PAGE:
S. M. Stirling’s Conan: Blood of the Serpent is the first in a new period of Conan the Cimmerian pastiche novels. What is a pastiche you ask? A pastiche is an artistic work in a style that imitates that of another work, artist, or period.
L. Sprague de Camp began writing Conan pastiche stories in the 1950s, mainly rewriting Robert E. Howard adventure stories or using incomplete stories with a synopsis and later with Lin Carter. He enlisted others including Andrew Offutt, Poul Anderson, and Karl Edward Wagner for the second wave in the 1970s. The third wave started in 1982 with “Robert Jordan” for Tor Books. There were in total 44 Conan novels by John Maddox Roberts, Leonard Carpenter, Sean Moore, Steve Perry, John C. Hocking, Roland Green, and finally Harry Turtledove in 2003. The series went out with a whimper with Turtledove’s novel Conan of Venarium which was seems to be written as a parody.
S. M. Stirling has been hit and miss for me. I have read his Draka books, the Raj Whitehall series with David Drake, and the first couple Emberverse books. I really hated the character Juniper MacKenzie from Dies the Fire. I wanted her to die a horrible death, preferably by cannibals (called “eater”).
Blood of the Serpent is the kickoff volume for Titan Books initiating a new round of Conan pastiches. This is not a mass market paperback but a big hardback with 432 pages. The e-book is 350 pages on my computer tablet. It is the events before Robert E. Howard’s “Red Nails.” Conan has joined a mercenary company hired by the Stygians to guard an outpost on the southern border.
Sterling shows what garrison duty is like. Valeria is introduced in a bar scene wherein she humiliates an arrogant Stygian noble who comes on to her. Conan observes Valeria deal with a group of hired thugs on the way back to the barracks from the tavern.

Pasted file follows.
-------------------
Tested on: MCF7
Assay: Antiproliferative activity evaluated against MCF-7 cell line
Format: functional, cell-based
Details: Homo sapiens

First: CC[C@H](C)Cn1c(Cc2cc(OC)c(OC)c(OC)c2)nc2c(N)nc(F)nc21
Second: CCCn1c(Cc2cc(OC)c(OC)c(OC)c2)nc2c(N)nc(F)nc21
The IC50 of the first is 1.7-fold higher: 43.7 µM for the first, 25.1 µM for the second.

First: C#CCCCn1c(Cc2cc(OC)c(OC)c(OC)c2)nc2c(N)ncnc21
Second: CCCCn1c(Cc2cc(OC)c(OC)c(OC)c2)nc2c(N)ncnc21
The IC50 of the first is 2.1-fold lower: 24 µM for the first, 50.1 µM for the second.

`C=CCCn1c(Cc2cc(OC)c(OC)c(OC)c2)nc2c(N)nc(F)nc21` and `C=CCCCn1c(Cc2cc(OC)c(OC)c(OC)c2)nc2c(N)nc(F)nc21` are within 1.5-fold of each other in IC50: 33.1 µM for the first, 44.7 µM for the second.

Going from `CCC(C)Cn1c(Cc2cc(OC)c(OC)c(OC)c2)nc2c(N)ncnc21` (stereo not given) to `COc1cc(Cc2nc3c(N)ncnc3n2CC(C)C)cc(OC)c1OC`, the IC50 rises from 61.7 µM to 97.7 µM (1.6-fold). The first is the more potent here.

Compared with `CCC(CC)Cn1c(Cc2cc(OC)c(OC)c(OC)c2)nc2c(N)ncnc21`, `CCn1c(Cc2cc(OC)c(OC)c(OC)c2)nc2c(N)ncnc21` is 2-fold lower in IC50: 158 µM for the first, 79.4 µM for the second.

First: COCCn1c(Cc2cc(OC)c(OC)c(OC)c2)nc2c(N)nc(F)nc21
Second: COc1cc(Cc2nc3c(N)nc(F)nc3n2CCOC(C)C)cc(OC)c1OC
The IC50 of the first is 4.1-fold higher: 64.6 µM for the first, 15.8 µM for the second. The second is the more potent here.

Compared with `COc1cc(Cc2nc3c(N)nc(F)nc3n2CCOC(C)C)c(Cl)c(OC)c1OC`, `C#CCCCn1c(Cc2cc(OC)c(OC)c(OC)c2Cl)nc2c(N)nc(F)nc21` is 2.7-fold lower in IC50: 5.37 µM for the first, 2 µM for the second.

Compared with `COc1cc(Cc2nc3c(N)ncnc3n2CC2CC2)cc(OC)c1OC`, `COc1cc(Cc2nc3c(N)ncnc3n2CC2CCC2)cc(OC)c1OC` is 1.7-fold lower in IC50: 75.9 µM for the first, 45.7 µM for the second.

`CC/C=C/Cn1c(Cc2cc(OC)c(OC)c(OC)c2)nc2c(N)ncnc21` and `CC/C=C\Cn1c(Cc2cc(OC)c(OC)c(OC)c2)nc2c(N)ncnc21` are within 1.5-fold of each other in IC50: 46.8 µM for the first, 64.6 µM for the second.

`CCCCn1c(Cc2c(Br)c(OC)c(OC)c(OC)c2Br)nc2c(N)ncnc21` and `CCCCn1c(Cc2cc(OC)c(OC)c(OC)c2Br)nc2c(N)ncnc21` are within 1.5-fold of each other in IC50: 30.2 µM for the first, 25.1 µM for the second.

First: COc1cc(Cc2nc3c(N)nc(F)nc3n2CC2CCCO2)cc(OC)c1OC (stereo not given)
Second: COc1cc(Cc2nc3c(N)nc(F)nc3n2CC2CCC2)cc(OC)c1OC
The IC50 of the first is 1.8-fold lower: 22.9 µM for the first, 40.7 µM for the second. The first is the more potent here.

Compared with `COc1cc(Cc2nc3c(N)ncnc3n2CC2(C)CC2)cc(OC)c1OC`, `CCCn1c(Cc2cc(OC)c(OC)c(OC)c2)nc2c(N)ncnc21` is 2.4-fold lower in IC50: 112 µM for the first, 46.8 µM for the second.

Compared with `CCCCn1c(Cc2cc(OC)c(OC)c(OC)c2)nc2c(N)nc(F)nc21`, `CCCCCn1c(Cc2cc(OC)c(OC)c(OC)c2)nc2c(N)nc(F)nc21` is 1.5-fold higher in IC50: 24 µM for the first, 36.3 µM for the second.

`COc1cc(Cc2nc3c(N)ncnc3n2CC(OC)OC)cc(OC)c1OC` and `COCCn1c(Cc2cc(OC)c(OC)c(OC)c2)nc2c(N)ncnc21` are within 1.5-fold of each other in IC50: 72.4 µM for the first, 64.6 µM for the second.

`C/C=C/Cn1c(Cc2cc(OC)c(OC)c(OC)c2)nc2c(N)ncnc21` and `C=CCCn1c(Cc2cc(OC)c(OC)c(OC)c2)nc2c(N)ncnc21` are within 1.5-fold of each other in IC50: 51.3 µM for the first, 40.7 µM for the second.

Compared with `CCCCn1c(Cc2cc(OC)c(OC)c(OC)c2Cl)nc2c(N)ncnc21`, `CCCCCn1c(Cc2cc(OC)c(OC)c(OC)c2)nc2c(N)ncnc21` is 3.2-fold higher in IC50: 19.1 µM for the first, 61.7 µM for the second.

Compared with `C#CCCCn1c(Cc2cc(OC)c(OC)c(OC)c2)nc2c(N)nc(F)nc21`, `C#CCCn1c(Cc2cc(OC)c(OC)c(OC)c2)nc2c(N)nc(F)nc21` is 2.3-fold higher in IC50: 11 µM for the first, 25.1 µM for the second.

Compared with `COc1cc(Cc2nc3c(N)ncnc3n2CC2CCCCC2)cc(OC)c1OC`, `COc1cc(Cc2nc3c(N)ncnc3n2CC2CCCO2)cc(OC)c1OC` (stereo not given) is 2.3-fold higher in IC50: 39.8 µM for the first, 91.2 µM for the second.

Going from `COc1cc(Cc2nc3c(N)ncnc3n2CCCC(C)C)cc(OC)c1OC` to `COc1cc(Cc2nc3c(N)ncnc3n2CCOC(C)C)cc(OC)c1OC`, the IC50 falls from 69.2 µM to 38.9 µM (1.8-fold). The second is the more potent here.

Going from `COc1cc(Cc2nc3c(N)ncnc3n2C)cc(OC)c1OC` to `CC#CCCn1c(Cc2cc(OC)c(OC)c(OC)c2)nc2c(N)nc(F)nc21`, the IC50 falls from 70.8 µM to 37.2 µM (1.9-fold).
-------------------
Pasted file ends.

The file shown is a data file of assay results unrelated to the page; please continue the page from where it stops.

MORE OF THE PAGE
Conan, Valeria, and some other mercs are given the job as scouts for an expedition to haul gold from mines. Stirling gives over a lot of space to hunting and cooking. Things go wrong with a slave revolt at the mines. Conan rallies disparate troops to escape the slaughter. There is some skulduggery with a Stygian priest directing a crocodile attack in a river crossing.
The remnants make it back to Sukhmet. Valeria flees soon after for killing the Stygian noble introduced at the beginning of the novel. Conan deserts to follow her. There are further adventures as Conan encounters the women warriors of Abomey. Stirling created Abomey as Howard never mentioned it. He did mention the Amazons though.
Conan deals with a group of Stygians on the trail of Valeria. “Red Nails” is incorporated into the novel at page 254.
Interspersed within the book are interior illustrations by Robert De La Torre which are perfectly serviceable.
I am a Hyborian Age scholar. Stirling does a fairly good job. I did note he has the River Styx more south than in the maps of the Hyborian Age. Stirling knows his ancient and medieval warfare and knows how to write a battle scene.
My ongoing criticism is sword & sorcery does not lend itself to 100,000 word novels. The form works well at the novelette and novella level.
Richard A. Lupoff had this great passage in Edgar Rice Burroughs: Master of Adventure:
“I hesitate to call Robert E. Howard’s Conan the Cimmerian an imitation of Tarzan; the influence of Burroughs on Howard was great but Howard’s imagination was so powerful that any Tarzan in Conan tends to be submerged in the latter’s roaring, brawling, drinking, wenching personality.”
You have a 432 page book which is way bigger than any Tarzan novel. Stirling went pre-pulp as inspiration to fill out a novel of this size. Blood of the Serpent has spots that remind me of H. Rider Haggard’s “Allan Quatermain” novels. Those have leisurely scenes of Quatermain going hunting, describing herds of antelopes, and the wide open vistas of the veldt. The book moved along and was not boring but it is a pastiche.
Is Blood of the Serpent going to re-energize Conan? I doubt it. I have the consistent position that first and foremost, the Robert E. Howard Conan stories need to be available in mass market paperback. Pastiches are gravy for the trademark owners but not bread & butter. Most buying Blood of the Serpent are Conanists. They want more whether movies, comic books, or pastiche novels. I don’t think it is worth $25.95 in hardback. Wait for Hamilton Books to sell it for $5.95.
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